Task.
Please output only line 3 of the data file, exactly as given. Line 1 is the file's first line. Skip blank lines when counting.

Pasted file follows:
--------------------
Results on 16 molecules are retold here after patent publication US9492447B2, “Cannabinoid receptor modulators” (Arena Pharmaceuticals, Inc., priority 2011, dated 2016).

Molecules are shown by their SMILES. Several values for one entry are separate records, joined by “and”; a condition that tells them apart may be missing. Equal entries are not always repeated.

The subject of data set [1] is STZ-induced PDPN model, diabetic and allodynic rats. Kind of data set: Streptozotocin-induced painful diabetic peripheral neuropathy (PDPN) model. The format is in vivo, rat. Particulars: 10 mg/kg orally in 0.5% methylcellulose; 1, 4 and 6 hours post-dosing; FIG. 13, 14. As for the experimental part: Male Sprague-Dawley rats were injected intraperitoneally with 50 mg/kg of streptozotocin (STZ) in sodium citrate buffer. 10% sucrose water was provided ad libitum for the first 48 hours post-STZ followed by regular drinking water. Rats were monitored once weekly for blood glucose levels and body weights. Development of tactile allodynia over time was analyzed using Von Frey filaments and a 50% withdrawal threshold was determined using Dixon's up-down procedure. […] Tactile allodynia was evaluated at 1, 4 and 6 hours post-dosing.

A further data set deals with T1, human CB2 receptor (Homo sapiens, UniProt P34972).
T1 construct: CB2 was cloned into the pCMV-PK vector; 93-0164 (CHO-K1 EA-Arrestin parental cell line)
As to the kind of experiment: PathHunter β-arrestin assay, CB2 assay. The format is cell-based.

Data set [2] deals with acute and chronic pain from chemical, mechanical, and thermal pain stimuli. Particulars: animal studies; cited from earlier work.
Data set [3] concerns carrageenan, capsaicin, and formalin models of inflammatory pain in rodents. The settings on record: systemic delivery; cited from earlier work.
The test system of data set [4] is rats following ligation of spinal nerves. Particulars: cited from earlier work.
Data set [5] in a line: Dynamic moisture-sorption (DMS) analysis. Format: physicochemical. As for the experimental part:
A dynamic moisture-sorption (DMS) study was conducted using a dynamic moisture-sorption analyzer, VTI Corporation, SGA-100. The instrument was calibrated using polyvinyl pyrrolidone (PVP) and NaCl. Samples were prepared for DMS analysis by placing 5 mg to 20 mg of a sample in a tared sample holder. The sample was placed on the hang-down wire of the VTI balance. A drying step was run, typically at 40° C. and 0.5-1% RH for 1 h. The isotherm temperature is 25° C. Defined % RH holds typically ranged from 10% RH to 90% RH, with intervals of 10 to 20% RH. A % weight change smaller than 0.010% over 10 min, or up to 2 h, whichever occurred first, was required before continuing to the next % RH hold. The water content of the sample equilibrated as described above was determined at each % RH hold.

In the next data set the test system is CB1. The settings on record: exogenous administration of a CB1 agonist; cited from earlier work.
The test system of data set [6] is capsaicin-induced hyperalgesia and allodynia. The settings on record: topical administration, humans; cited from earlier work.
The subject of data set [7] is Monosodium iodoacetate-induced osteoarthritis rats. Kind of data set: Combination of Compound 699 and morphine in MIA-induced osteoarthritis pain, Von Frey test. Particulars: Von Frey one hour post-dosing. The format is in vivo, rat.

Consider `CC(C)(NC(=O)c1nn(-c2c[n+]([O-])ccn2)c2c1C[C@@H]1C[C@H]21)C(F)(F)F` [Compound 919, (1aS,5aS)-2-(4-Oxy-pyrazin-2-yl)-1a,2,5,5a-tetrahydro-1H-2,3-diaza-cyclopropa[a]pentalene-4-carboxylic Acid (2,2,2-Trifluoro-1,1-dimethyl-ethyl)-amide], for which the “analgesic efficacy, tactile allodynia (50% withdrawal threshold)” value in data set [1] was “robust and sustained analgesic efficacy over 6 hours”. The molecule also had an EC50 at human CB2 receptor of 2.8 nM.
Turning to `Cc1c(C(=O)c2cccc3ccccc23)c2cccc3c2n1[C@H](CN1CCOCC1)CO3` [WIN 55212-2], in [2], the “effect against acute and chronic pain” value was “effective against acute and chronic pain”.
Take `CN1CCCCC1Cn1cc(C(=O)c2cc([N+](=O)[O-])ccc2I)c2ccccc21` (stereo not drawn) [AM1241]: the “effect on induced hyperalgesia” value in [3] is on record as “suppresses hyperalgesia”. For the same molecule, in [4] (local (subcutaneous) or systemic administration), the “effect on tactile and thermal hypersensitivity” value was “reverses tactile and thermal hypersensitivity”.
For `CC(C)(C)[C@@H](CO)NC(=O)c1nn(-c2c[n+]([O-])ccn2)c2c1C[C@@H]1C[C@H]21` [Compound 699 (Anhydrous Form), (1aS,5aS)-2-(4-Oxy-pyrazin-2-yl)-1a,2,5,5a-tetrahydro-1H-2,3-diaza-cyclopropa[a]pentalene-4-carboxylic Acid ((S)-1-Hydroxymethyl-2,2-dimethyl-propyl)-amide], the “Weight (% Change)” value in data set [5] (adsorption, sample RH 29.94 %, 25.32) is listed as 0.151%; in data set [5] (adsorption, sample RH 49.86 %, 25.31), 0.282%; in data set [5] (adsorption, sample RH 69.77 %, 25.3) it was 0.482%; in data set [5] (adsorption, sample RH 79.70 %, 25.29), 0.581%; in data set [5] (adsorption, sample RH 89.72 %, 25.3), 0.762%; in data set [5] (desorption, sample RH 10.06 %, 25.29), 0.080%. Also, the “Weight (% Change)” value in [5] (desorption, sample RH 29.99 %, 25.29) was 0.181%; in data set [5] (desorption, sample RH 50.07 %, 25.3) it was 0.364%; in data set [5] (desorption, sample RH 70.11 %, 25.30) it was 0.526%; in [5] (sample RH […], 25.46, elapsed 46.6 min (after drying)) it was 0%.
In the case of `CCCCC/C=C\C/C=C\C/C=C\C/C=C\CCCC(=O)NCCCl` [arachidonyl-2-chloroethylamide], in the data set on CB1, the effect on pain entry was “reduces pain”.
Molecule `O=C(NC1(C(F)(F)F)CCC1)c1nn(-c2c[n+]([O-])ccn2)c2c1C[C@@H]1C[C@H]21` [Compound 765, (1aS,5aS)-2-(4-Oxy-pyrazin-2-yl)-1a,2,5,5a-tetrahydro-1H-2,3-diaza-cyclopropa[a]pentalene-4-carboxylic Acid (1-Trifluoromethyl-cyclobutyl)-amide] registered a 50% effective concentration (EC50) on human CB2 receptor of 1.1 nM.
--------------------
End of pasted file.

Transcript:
The subject of data set [1] is STZ-induced PDPN model, diabetic and allodynic rats. Kind of data set: Streptozotocin-induced painful diabetic peripheral neuropathy (PDPN) model. The format is in vivo, rat. Particulars: 10 mg/kg orally in 0.5% methylcellulose; 1, 4 and 6 hours post-dosing; FIG. 13, 14. As for the experimental part: Male Sprague-Dawley rats were injected intraperitoneally with 50 mg/kg of streptozotocin (STZ) in sodium citrate buffer. 10% sucrose water was provided ad libitum for the first 48 hours post-STZ followed by regular drinking water. Rats were monitored once weekly for blood glucose levels and body weights. Development of tactile allodynia over time was analyzed using Von Frey filaments and a 50% withdrawal threshold was determined using Dixon's up-down procedure. […] Tactile allodynia was evaluated at 1, 4 and 6 hours post-dosing.